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Barbara Stanwyck - Queen of the Screen
on 20 February 2011
This is Stanwyck at her magnetic and photogenic best.
The plot, briefly...
Leona Stevenson (Stanwyck) is the wilful, spoilt daughter of her business tycoon father (Ed Begley). She meets down-on-his-luck Henry (Burt Lancaster, in only his sixth feature film) and falls in love with him. He sees her as a meal-ticket to a brighter future and they get married. Unfortunately, things don't work out. Henry is given a prestigious job by Leona's father, as a vice-president of his pharmaceuticals company. But the post is empty and meaningless, created to keep him where Leona and her father want him. He comes to feel like a plaything in their hands, with no command over his own fate. She responds to his unhappy restlessness by developing psychosomatic medical conditions which she uses to emotionally blackmail Henry into compliance with her wishes. In desperation to assert his own independence and give his life meaning, Henry sets up an illegal drugs operation, using materials from the company. Eventually she discovers that Henry is plotting to have her murdered, so he can get his hands on her life insurance money and pay off the mob which has gained control over his operation. At the last minute Henry tries to call off the hit...
You can see this film develop as you watch it. To start with the dialogue is clunky and at times illogical, and the characterisation cliched and almost risible. But as time passes it settles down. The dialogue becomes fluent and engrossing and the characterisation subtle and multi-layered. We see why Leona is how she is, neurotic and demanding; it is the only way she can gain any independence and self-control from her domineering father. Henry, too, is portrayed as a man who does the best he can with what is to hand. Far from being shown as a classic black-hat villain, we see him do what any decent man would do - try to make the marriage work, attempt to infuse his role in the company with some meaning, search for another job when that doesn't work. We see his hope drain away as he tries to keep some control over his life - an impossible task given Leona's manipulative behaviour and her father's grip on the purse-strings. He is not a villain - he is You and Me.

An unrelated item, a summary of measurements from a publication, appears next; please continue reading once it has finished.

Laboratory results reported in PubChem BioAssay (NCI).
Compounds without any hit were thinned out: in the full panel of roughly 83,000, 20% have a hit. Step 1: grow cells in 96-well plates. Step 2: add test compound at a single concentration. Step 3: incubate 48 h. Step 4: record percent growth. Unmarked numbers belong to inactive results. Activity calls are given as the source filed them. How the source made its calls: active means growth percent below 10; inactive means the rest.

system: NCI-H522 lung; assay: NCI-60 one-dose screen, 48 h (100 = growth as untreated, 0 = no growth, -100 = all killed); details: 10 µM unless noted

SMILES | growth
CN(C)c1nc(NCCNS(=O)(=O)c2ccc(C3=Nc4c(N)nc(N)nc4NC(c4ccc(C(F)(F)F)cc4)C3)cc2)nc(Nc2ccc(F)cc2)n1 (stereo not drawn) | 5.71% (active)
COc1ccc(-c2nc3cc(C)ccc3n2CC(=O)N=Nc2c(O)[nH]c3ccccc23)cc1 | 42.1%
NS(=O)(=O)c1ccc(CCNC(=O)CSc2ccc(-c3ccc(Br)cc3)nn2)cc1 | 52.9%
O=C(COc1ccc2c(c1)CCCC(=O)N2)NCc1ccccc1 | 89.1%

There are clever and intricate sub-plots which you need to watch the film to understand, but above all there are the performances of Lancaster and Stanwyck. You can see why Lancaster became a major star - his acting is subtle and convincing, engaging the sympathy and understanding of the audience in a way that few actors could pull off with such a difficult, multi-tasking role. As with Marlon Brando, it is in such earlier roles that you see why he went on to become a cinema great.
But Stanwyck walks away with the laurels, as she usually did with any film she appeared in. She makes us understand the difficult and aggravating Leona, as Lancaster did with the manipulated and desperate Henry. And her fear, mounting to ungovernable hysteria as she realises her time has come, is almost unendurable. At the end, as the shadow of her nemesis creeps along the wall towards her you think My God, she's not acting, she is in real fear for her life. You will rarely if ever see such a convincing portrayal of mortal, abject terror as Stanwyck gives here.
This is Noir at its best. Don't miss it.
P.S. My DVD was a Korean import. I've had a few of these and they've all been absolutely fine, so if that's a worry for you, forget it.